Inside of drum.
Bottom snare heads are much thinner than batter heads.

Drumheads are constructed from one or two plies of material, most often a plastic film which ensures consistency and durability (though heads made from calfskin are still available). Batter heads can be one- or two-ply but resonant heads tend to be one-ply. The thickness of a one-ply batter head is around 10 mil; each ply of a two-ply head can have a thickness between 7 and 10 mil, and there are two-ply heads manufactured with plies of different thickness. Resonant heads tend to be one-ply with a thickness varying between 7 and 12 mil. Thicker resonant heads produce deeper tone and longer sustain, while thinner ones produce a brighter tone with less sustain.

As you’d expect, a two-ply head will last longer under a heavy hitter but two-ply heads rebound slower than one-ply heads. One-ply heads produce a brighter timbre with more sustain and overtones than two-ply heads, which is why many jazz drummers prefer one-ply heads on both sides. The reduced sustain and deeper tone characteristics of two-ply heads, however, makes them an excellent choice for playing rock, pop, funk, R&B or metal.

One- and two-ply heads are also available in coated varieties, where a textured coating is sprayed onto the head. The coating provides a damping effect, resulting in a warmer, darker tone and a reduction of overtones compared to a non-coated head. Coated heads are a must for jazz drummers who play with brushes because the coating provides the “swish” when a brush is dragged across the head. The coating also shortens the sustain of the drum, enabling you to create a wide variety of tonalities by mixing and matching clear and coated heads on the top and bottom of a drum. Coated heads are also a good choice when you’re looking for a vintage vibe for playing rock, traditional country or R&B.

Mixing and Matching

When you consider the variety of tonewoods and metals used for the construction of drum shells, plus the wide assortment of drumheads available on the market, the sonic possibilities are endless — and provide you with a way to “fine-tune” the tonality of your drums. If, for example, you find that birch shells are a bit too bright for your taste, you can dial the brightness down by using coated heads on top and bottom. On the other hand, if you feel your drums sound too dark, you can try one-ply clear heads on top. A steel snare drum that has too much ring can be tamed with a two-ply head, even more if it’s a coated two-ply head. Feel free to experiment until you find your unique drumming voice!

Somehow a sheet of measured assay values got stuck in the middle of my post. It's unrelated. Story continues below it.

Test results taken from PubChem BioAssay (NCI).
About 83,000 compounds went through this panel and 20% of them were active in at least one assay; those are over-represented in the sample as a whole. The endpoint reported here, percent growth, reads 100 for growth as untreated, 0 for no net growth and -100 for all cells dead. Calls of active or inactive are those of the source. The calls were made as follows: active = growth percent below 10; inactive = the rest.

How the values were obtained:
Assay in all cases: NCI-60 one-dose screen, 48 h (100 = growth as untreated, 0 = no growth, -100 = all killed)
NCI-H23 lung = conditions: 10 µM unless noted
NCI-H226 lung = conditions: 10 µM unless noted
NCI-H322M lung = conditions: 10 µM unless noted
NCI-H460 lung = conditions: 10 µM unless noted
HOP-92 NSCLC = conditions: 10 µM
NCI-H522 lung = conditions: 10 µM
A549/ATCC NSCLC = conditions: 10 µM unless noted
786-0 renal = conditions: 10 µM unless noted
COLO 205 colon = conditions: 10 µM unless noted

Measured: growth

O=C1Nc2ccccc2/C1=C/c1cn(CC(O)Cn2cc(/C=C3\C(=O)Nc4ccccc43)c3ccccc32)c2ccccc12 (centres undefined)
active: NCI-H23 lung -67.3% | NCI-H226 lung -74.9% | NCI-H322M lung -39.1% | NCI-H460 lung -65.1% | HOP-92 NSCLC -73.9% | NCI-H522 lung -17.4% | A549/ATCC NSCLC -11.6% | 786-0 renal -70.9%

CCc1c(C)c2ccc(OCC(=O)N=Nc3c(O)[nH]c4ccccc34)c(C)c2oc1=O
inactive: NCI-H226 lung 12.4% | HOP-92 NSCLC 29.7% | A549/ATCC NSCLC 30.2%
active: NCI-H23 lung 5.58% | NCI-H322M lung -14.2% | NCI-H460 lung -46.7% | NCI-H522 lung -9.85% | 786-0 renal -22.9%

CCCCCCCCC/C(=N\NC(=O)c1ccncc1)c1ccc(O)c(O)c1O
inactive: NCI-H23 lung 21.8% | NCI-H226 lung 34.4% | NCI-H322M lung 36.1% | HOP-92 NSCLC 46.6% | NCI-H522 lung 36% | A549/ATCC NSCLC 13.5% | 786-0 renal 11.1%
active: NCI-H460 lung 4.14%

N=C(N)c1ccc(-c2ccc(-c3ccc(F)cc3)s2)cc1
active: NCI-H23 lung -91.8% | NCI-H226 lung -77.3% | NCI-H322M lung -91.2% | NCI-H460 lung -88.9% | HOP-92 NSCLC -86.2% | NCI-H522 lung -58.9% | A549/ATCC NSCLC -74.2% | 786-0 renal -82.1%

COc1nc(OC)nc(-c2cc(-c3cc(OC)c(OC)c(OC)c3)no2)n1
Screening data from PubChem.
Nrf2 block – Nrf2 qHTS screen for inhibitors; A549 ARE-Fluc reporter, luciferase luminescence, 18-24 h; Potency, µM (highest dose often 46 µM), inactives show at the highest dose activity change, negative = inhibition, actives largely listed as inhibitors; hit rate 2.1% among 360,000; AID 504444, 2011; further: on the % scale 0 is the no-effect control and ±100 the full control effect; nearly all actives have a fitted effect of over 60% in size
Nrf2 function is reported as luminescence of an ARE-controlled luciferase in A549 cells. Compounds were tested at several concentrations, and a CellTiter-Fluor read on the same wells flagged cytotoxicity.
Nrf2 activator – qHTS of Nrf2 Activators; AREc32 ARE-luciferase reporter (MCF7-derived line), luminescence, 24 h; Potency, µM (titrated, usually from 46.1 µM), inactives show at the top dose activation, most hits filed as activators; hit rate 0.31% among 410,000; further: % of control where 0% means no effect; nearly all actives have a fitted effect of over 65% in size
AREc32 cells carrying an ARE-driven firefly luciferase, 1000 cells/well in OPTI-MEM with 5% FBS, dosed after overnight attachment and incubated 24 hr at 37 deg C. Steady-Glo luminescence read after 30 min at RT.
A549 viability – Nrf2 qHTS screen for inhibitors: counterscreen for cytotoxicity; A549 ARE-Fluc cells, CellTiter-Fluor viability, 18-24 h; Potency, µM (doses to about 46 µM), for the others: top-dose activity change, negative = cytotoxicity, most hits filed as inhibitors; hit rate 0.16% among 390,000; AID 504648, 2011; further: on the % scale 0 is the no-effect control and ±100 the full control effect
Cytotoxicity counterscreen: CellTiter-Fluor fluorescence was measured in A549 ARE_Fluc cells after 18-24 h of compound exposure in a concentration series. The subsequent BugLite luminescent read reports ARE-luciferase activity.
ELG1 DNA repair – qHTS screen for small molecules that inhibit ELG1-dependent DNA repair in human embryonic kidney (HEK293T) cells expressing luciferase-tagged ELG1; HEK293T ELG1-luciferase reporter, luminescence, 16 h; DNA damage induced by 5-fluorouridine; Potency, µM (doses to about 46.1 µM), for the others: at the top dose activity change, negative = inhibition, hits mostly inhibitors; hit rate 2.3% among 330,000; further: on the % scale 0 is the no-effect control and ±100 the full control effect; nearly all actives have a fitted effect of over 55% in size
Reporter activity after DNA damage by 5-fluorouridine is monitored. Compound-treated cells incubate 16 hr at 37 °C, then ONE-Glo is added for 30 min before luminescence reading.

Getting Rid of Ring

Controlling the overtones and sustain of a drum can be tricky business, and that’s why some batter heads are offered in versions with a “dot” in the center of the head, either on the playing surface or on the underside of the head (the latter is known as a “reverse dot”). The dot is a separate layer approximately 3 to 5 mil thick, bonded to the head. Along with making the head more durable, it helps control some of the ring.

Another type of head designed to control overtones utilizes a “control ring” underneath the edges of the head — an extra ply that’s only about an inch or two wide. Usually found on snare drum heads, a control ring also reduces sustain.

The control ring on the underside of a snare batter head.

A similar effect can be achieved by using an external clip-on muffler or “O-ring” mufflers that lay on top of any batter head. Stick-on gel dampers can also be applied, as shown below.

A gel damper on a snare drum head.

In Part 2 we’ll look at how tuning, bearing edges and hoops affect the sound of your drums.

Photographs courtesy of the author.

Keep reading